I never considered myself talented. Yet I still got some decent results competing as a professional athlete. With experience and hindsight I can now see that talent is made up of a lot more than just the physical tags and labels we use to explain talent.
So what, then, is the definition of talent?
Having coached athletes for many years, in my experience the one thing that can really overcome physical talent is the ability to hurt, suffer, or endure pain.
Here’s the interesting thing about pain: The way we judge our pain actually does more damage than the physical pain itself. The pain alone is always neutral; it is as it is. The second the mind comes in to resist that pain, the physical messages that the body receives are amplified.
Enduring physical pain is possible, so long as we remind ourselves that it is just information. If we don’t resist, we are giving pain an exit point, and it is then free to circulate around our bodies, while we operate under its load.
Once the mind starts to label and tag pain things start to get a lot more difficult. As soon as judgement steps in, identifying pain as “bad,” then you may as well drop a 40 kilogram weight onto your back. Most people just don’t realise that this is happening, and thus struggle with the same issues again and again. Athletes constantly adjust their training in a never ending effort to overcome an issue that is not arising within their physical body.
When coaches talk about the ability of an athlete to suffer this is what we are referring to. It’s not a physical ability, it is a psychological application of the refusal to judge pain. It is pure acceptance and non-resistance to what is happening in this moment. As athletic careers evolve, I imagine many athletes don’t even realise that they have reached this point, it becomes a matter of due course; unless we can overcome the judgement of pain, we will never reach a high performance level.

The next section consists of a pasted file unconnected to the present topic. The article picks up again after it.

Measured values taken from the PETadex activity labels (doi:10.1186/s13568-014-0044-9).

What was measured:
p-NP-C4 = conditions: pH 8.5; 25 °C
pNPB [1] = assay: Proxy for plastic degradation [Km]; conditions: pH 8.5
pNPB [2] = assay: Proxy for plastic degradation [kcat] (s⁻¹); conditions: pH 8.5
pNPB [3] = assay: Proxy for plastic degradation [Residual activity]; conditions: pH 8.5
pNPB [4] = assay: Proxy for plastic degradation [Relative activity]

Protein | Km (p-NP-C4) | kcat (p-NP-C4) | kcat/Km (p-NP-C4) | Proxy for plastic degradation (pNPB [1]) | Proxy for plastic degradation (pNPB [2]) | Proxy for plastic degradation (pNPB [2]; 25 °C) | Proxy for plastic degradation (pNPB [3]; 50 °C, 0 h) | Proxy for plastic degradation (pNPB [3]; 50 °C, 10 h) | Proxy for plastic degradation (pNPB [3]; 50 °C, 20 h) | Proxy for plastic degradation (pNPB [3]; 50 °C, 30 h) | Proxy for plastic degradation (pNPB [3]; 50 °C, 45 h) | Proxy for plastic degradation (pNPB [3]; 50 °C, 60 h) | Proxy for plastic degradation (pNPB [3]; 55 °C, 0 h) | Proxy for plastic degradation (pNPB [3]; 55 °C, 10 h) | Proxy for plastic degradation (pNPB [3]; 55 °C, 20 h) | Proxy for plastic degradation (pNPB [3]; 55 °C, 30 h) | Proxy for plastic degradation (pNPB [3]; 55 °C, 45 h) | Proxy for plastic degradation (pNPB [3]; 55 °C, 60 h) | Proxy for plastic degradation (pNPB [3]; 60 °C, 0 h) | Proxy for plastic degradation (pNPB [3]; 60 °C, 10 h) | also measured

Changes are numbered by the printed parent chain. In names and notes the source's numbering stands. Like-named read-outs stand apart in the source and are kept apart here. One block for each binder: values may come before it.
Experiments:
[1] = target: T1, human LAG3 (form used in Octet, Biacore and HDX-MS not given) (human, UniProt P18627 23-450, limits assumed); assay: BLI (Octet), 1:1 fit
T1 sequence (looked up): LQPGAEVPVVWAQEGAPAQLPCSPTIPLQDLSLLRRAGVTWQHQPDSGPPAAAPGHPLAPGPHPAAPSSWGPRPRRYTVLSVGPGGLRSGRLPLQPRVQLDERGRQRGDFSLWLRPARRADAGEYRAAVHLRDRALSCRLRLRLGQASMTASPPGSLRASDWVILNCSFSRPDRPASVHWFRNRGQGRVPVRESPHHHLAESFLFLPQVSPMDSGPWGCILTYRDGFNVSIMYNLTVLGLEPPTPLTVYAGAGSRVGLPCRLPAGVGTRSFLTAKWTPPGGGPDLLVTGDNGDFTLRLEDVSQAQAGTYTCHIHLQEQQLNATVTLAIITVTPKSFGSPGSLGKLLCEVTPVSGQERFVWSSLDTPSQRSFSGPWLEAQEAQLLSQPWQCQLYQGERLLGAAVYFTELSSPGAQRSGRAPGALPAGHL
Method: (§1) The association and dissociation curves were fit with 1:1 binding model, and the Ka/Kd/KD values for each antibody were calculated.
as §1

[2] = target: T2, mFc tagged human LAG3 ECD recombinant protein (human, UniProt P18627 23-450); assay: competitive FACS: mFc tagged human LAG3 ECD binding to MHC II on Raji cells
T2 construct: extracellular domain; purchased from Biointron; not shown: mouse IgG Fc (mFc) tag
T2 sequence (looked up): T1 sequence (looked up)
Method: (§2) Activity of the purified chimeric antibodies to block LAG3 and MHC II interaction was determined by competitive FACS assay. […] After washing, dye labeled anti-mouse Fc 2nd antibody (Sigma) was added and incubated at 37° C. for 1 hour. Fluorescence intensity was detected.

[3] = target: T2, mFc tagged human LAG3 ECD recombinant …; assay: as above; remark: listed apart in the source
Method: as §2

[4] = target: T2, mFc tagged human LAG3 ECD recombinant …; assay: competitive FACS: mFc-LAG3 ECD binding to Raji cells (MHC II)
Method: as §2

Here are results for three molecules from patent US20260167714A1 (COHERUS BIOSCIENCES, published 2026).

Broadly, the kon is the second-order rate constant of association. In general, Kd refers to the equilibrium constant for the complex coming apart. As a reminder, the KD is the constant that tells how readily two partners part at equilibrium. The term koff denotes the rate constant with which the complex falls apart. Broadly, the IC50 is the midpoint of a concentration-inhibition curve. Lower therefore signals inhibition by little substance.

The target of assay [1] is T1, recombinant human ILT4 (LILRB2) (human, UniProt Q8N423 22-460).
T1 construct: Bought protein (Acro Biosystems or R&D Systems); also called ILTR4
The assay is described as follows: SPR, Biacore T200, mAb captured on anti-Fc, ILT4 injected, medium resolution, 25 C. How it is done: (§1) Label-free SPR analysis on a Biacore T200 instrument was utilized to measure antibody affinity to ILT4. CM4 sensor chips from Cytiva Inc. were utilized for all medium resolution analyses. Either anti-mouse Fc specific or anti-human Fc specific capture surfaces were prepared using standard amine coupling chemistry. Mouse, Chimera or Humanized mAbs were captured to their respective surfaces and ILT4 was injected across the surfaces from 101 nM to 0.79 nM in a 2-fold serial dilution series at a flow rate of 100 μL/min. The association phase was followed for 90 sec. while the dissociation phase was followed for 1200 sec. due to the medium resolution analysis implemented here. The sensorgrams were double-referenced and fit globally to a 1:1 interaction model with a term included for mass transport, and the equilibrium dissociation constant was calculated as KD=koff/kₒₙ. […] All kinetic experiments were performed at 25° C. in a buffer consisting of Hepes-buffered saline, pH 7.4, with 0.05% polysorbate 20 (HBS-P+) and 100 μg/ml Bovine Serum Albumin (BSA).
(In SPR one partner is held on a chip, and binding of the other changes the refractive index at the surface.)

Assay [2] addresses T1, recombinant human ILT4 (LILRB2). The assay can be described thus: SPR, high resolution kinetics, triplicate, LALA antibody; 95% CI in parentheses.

So how do we achieve this? We have to try and become aware that whenever we are looking at pain from the perspective of a person, the one who has history and a relationship with pain in the memory bank, it is amplified. The mind will always make a story of the pain we are in by attaching it to a past negative experience.
Once we make anything personal it is no longer neutral. In much the same way that we have stuffed those past painful experiences deep into our subconscious, the pain we are in right now becomes compressed. Like any compression this creates pressure, and it’s only a matter of time until the pressure becomes too great and the cracks start to appear. Inevitably, our performance starts to suffer as a direct result.
Post-race evaluations often lead to the wrong conclusions causing coaches and athletes to push even harder in training, digging an ever deeper hole. A hole that often leads to early retirement, or in some well known cases concerning world-class athletes, the sacking of coaches as the public calls for blood and someone to blame.
In my opinion many sporting bodies could do with looking at this closer. As a nation it is clear to me that we continue to create the same mistakes over and over again without addressing the problem, or worse, by not learning from our mistakes. If we continue to deliver the same approach, then we must expect to get the same result. Throwing more money and pressure into the pot only creates a culture that encourages athletes to crack at key moments, when it matters most.
We are human beings, not machines. It is very difficult for a human being with so much history and conditioning to not take things personally. However, we can learn to allow pain; we can learn to let it circulate, without judging it through non-resistance of what is unfolding. If we can learn to let this moment be neutral, then pain can get transmuted directly into performance. This happens when we become connected to the performance itself, in the sense that the process is all there is in this moment.
What’s the lesson?
The more personal you make a moment, the more painful it will become.
Are you willing to try a new approach?